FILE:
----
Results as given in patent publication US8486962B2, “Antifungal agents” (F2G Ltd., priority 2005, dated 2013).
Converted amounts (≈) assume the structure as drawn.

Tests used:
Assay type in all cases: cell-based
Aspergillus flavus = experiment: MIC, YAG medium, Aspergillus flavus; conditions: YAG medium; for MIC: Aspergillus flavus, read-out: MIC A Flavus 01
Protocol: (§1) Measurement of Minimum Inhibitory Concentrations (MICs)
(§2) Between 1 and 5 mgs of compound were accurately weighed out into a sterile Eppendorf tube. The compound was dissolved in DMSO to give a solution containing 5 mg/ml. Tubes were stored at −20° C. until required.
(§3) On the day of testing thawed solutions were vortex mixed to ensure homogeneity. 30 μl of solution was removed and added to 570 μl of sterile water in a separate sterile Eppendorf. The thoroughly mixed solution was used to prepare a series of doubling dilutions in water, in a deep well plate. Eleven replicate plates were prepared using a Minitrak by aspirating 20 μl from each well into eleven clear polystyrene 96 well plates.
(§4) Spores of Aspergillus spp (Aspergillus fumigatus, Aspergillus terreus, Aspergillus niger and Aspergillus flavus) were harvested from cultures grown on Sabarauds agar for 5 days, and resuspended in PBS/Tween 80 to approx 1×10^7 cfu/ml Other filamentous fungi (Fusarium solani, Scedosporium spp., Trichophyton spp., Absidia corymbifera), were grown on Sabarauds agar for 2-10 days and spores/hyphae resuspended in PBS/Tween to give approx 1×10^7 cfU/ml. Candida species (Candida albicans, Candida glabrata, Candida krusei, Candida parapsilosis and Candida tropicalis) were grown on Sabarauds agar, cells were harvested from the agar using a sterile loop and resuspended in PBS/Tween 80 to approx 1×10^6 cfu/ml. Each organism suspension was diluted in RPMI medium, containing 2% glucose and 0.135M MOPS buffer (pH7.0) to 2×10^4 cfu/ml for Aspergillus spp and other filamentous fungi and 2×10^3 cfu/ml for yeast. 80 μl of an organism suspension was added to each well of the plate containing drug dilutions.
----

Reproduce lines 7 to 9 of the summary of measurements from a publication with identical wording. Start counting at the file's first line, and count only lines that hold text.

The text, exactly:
(§2) Between 1 and 5 mgs of compound were accurately weighed out into a sterile Eppendorf tube. The compound was dissolved in DMSO to give a solution containing 5 mg/ml. Tubes were stored at −20° C. until required.
(§3) On the day of testing thawed solutions were vortex mixed to ensure homogeneity. 30 μl of solution was removed and added to 570 μl of sterile water in a separate sterile Eppendorf. The thoroughly mixed solution was used to prepare a series of doubling dilutions in water, in a deep well plate. Eleven replicate plates were prepared using a Minitrak by aspirating 20 μl from each well into eleven clear polystyrene 96 well plates.
(§4) Spores of Aspergillus spp (Aspergillus fumigatus, Aspergillus terreus, Aspergillus niger and Aspergillus flavus) were harvested from cultures grown on Sabarauds agar for 5 days, and resuspended in PBS/Tween 80 to approx 1×10^7 cfu/ml Other filamentous fungi (Fusarium solani, Scedosporium spp., Trichophyton spp., Absidia corymbifera), were grown on Sabarauds agar for 2-10 days and spores/hyphae resuspended in PBS/Tween to give approx 1×10^7 cfU/ml. Candida species (Candida albicans, Candida glabrata, Candida krusei, Candida parapsilosis and Candida tropicalis) were grown on Sabarauds agar, cells were harvested from the agar using a sterile loop and resuspended in PBS/Tween 80 to approx 1×10^6 cfu/ml. Each organism suspension was diluted in RPMI medium, containing 2% glucose and 0.135M MOPS buffer (pH7.0) to 2×10^4 cfu/ml for Aspergillus spp and other filamentous fungi and 2×10^3 cfu/ml for yeast. 80 μl of an organism suspension was added to each well of the plate containing drug dilutions.